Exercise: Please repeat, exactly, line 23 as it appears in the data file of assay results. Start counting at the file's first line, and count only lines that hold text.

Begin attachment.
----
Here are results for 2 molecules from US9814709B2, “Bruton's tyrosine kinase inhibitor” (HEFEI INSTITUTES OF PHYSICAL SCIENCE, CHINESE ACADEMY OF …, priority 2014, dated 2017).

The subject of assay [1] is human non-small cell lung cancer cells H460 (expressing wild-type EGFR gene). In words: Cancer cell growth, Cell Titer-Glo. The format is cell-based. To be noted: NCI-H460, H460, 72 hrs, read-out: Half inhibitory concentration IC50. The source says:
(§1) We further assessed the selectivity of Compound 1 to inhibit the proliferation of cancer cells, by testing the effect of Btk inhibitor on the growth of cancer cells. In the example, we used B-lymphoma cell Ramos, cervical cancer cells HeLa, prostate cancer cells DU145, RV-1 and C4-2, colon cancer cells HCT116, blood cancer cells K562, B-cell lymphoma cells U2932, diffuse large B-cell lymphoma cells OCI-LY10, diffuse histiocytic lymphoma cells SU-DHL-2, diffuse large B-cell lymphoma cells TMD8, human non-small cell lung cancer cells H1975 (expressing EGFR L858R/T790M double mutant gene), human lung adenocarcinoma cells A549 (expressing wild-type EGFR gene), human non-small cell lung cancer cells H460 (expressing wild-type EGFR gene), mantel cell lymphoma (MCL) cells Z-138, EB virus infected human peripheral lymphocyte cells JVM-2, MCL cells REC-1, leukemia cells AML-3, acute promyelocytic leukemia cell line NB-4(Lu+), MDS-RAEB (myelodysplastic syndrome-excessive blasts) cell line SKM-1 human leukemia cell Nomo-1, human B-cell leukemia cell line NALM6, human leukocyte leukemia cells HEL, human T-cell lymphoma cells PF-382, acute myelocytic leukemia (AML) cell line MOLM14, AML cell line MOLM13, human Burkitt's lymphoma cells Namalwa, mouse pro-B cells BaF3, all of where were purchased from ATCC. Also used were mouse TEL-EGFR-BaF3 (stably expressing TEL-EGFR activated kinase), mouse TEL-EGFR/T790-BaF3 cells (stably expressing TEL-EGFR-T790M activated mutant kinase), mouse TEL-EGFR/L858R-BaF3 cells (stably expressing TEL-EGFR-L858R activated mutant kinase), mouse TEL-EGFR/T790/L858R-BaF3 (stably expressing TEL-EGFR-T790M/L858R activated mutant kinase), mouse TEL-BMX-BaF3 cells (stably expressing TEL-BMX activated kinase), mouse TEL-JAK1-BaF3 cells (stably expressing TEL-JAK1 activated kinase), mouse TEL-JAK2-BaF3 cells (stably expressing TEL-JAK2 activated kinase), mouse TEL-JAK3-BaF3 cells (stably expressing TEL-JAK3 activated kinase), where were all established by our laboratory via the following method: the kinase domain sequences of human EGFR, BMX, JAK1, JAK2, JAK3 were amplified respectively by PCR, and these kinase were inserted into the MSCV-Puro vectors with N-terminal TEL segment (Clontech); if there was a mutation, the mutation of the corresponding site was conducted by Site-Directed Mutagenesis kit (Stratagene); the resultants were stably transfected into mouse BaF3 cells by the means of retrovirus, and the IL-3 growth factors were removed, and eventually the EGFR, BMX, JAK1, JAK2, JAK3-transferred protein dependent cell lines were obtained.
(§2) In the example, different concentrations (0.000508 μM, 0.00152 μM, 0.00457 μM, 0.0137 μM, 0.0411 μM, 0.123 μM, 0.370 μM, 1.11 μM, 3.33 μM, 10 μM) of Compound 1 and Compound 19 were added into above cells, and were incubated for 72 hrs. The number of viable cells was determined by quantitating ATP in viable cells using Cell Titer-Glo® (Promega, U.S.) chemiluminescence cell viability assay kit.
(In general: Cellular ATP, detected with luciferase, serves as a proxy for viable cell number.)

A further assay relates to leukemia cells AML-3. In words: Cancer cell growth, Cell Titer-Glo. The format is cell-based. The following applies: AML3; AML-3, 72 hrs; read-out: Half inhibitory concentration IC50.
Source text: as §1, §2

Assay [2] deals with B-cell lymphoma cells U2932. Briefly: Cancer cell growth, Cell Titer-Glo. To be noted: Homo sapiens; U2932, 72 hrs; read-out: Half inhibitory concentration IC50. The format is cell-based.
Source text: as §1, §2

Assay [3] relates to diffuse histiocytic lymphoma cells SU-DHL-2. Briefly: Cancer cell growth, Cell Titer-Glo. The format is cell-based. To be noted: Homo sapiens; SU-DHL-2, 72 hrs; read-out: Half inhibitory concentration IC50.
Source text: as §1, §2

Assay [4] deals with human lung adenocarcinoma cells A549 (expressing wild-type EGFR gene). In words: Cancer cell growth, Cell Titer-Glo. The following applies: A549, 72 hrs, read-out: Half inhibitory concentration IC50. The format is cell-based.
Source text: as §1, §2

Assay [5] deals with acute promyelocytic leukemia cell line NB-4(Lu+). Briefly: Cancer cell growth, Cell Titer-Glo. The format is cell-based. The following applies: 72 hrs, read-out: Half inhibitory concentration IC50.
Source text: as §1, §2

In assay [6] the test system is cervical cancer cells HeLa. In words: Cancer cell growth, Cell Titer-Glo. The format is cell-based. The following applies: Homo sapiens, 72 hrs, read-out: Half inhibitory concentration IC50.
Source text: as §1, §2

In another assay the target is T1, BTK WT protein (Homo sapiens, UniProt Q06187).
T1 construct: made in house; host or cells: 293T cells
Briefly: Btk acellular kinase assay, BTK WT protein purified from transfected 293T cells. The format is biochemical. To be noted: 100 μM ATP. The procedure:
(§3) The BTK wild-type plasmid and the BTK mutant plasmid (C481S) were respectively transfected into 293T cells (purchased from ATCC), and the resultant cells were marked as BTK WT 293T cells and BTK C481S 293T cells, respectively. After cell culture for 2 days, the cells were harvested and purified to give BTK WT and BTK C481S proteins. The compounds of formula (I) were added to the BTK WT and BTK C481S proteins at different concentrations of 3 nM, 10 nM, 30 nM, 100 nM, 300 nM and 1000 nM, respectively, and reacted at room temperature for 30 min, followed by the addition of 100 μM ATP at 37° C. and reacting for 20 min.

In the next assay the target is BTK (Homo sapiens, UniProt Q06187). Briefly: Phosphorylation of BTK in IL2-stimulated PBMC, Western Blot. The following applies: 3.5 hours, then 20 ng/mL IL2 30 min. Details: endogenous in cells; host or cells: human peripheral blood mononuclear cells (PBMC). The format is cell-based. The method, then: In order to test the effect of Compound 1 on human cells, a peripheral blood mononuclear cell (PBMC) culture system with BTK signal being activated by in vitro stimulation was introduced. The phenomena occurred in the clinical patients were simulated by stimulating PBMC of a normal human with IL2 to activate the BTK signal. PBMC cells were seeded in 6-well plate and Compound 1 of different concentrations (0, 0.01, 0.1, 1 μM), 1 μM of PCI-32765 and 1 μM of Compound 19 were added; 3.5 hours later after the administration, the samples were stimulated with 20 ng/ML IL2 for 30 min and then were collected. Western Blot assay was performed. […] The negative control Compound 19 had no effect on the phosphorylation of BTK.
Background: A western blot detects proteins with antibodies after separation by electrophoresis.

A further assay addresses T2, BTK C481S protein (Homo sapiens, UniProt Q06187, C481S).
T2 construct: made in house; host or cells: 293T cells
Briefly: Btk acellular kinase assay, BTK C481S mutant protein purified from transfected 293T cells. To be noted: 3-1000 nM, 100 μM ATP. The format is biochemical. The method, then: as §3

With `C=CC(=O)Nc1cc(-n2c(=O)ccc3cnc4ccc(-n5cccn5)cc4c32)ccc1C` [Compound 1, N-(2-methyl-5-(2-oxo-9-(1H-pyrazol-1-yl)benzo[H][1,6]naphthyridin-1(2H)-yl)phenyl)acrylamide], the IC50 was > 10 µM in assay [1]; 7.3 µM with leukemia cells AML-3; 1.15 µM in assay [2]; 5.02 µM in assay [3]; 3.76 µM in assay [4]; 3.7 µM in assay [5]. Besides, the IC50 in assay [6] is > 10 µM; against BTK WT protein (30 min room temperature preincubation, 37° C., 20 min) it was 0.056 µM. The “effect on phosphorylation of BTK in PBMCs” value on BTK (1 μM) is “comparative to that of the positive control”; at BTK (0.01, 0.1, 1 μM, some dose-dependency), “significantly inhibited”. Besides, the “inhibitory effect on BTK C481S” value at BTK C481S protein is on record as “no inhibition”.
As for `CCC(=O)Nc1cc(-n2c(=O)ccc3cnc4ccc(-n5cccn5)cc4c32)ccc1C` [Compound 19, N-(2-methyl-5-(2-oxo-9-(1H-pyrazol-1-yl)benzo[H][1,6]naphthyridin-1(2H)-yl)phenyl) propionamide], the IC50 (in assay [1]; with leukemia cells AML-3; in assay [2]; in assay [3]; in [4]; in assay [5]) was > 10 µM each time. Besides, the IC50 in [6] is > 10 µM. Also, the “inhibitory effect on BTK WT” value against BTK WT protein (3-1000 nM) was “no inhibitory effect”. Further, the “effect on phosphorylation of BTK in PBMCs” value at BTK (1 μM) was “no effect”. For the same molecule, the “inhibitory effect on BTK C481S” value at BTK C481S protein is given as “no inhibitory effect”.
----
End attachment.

Background: A western blot detects proteins with antibodies after separation by electrophoresis.